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Fluky April Cold Weather and Winds Equivalent to PSWS Signal Number One

The brisk NE monsoon winds are clearly reflected in this graphic.  Click here to view the animation.

In late March, over TV Patrol, the weather segment reported several times that PAGASA, the Philippine weather bureau, had been waiting to declare the official start to the hot and dry summer season. Each time, the declaration would be delayed by the resurgence of the northeast monsoon.

Last week, Bernadette Sombrano, pitching in for Kim Atienza for the weather segment, told TV Patrol viewers to expect a resurgence of the northeast monsoon over the weekend, thus further delaying the onset of summer. This time, PAGASA got things right.

There were signs that the monsoon was re-intensifying as early as Saturday, when there were even light showers. But yesterday afternoon, Sunday, the winds really started blowing briskly, the sort one normally associates with late January and February.

In fact, PAGASA’s gale warning for Sunday was 52-63 kilometers per hour. In the present typhoon warning scale of the agency, this is already equivalent to Public Storm Warning Signal Number One (30-60 kph). This year, the last time the monsoons were this brisk was mid-February. One will struggle to recall the last time the monsoon winds were this strong in April.

Meanwhile in the evening yesterday, the temperature started to drop to 26ºC indoors. Weather services were reporting as low as 22º or 23º, but I rather trust my old school mercury room thermometer at home. Besides, my body would have known; and I still had my shirt off. It was pleasant, but not cold. My thermometer’s reading was probably about right. Early this morning, the reading was 25ºC.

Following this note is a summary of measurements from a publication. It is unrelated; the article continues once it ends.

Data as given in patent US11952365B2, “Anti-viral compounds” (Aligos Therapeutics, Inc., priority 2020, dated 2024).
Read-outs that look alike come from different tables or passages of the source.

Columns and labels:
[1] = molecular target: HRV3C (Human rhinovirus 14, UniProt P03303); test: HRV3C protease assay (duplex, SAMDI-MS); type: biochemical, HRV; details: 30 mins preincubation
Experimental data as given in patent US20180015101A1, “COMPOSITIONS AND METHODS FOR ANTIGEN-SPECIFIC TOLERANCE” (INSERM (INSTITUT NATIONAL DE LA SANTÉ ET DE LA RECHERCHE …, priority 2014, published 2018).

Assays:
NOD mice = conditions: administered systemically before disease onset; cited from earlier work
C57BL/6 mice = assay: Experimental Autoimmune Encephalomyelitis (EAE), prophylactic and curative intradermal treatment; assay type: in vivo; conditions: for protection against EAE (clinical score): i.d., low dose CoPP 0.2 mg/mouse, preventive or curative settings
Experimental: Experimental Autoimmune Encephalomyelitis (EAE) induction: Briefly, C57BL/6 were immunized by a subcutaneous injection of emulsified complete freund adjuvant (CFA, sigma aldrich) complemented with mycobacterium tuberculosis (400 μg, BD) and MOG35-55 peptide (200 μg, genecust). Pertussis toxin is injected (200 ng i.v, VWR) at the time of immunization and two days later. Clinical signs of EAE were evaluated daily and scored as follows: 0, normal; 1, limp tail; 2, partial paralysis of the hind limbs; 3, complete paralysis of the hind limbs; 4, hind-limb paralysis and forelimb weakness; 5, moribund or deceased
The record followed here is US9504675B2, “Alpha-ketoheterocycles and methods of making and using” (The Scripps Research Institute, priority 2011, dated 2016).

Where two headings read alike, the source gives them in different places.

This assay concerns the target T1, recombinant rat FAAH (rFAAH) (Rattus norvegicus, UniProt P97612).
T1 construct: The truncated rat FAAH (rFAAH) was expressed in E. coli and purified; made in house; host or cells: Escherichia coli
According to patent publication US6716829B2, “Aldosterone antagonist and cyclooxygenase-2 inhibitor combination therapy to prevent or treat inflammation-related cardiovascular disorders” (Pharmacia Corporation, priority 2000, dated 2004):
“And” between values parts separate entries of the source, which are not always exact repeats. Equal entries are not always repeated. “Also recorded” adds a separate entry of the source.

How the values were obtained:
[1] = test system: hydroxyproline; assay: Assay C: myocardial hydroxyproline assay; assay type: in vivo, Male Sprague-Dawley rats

Still, 26ºC in the early evening on April the 2nd is fluky in itself. In the old days, there used to be a saying among the elderly that one should expect the start of hot and humid summer days upon the onset of the Lenten season. That is definitely just not applicable this year.

Fluky as the weather is, it is certainly not unknown. I specifically remember the year 1995 because of the unusually protracted cold season which began as early as October the previous year and went on till April. Regrettably, that unusually long cold season has not happened in the two decades or so since.

In fact, two or three years ago, temperatures were hitting record highs in April even here in Lipa City, a thousand feet or so above sea levels. That was an unusually hot summer when the heat index was regularly hitting the 40ºC mark. That is almost Middle Eastern already and certainly worse than having a fever.

In contrast, therefore, this very pleasant if fluky early April weather that we are all experiencing is indeed very welcome. While the northeast monsoon generally retreats in May or June, to be replaced by the southwest monsoon winds, April is as a rule of thumb characterized by easterly winds that sweep into the Philippines from the Pacific Ocean. These are the winds that send the thermometer up to create what we in the country traditionally refer to as summer.

Of course, because it is April we also all know that this good fortune we are presently enjoying cannot last for very long. Watch your curtains and when those of the opposing set of windows begin to sway, then that is your clearest sign that the monsoons are beginning to change.

When your western curtains are being consistently blown, then you know for a fact that the southwest monsoon has arrived and with it, the occasional destructive winds of storms and typhoons that we who live in this country are only just too familiar with.

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